There are a growing number of talented authors out there who are questioning the “traditional” Western notion of hell as eternal conscious torment (ECT). Charles Watson Sr. is one among these. In Hell in a Nutshell: The Mystery of His Will, Watson puts forth a very easy-to-digest book, while at the same time providing enough meat for any seasoned Christian thinker.
The book begins by weeding through some terms perhaps most Evangelicals have heard, but have never taken the time to fully understand—such doctrines as Conditional Immortality (CI), Christian Universalism (CU), and Unitarian Universalism (UU). Of course, what Watson offers here is a primer on such matters, and does so in order to “clear the air” of presuppositions that we may have about what we consider Orthodoxy and what we consider heretical. And he does a fine job indeed.
From here, Watson begins tackling some of the big issues that are argued over within Christendom. Concepts like divine justice, grace, and God’s love are explored and dissected, giving the reader more than enough food to chew on. And not only that, but Watson does such an admirable job that one cannot help but see how “the doctrine of Universal Reconciliation is simply the result of following God’s attributes where they naturally lead.” (72) Again though, Watson can only make such a claim because of his ability to address the faulty assumptions many Christians make about God’s nature and attributes.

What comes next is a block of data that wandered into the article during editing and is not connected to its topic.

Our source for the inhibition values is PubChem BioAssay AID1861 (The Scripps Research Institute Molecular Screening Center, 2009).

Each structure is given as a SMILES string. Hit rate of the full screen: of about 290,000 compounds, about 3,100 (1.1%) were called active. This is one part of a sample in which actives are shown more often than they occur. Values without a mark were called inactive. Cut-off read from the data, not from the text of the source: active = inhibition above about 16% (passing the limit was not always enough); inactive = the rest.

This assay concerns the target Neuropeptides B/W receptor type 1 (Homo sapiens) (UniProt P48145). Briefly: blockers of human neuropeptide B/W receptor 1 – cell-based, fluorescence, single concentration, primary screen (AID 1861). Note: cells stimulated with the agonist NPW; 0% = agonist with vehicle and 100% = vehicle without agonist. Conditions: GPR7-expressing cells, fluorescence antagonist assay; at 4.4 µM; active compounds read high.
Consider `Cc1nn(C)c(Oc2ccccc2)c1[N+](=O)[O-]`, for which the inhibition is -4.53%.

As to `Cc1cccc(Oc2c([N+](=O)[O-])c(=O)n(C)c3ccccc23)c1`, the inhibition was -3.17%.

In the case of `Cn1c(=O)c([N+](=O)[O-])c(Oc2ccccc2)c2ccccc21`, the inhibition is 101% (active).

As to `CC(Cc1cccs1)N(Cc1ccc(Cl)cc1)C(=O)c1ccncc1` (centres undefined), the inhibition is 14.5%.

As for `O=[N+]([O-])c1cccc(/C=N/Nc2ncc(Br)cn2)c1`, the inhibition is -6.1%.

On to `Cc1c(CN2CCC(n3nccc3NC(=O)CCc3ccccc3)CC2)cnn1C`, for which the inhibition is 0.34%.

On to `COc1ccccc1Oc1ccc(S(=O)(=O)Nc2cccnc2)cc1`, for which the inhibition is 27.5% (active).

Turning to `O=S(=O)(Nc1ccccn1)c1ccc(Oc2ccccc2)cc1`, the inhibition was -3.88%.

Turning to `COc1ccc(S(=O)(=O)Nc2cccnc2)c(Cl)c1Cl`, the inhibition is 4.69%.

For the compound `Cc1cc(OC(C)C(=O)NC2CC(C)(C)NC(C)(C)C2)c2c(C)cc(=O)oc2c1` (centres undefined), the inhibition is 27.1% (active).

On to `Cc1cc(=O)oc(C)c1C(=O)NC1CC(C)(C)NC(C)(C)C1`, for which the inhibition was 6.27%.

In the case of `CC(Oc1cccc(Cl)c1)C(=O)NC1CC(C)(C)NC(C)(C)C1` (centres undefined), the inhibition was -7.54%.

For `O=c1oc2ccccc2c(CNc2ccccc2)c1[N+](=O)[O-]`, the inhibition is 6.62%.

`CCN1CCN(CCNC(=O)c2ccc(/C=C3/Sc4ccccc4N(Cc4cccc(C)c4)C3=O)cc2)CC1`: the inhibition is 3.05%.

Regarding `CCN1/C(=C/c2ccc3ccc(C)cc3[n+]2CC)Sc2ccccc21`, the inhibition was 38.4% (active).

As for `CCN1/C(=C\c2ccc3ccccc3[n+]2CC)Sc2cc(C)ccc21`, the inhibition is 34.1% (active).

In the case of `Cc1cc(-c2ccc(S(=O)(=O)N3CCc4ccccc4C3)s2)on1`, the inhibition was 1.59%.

What I enjoyed most about this book is that it is accessible and honest, without being overly verbose or pedantic. It is a book that could be given to any struggling Evangelical who is willing to sift through the assumptions they’ve made about God and the universe that has led them to conclude some of the human family will be eternally lost. But with vulnerability and an empathetic tone, Watson reminds us such will not be the case because God “will not damn anyone to ECT because his mercies are new every morning.” (20) And even though some Universalists “do not deny the existence of hell” (114), they just see God in such a way that his flames are “flames of unrelenting grace and perpetual mercy; that they are victorious flames of love that cannot be quenched until justice is brought to victory.” (114)
If you hold fast to the doctrine of ECT, but are willing to consider a vastly more merciful view of the Gospel, one that has a rich history tracing back all the way to the Apostle Paul, then I highly recommend this book.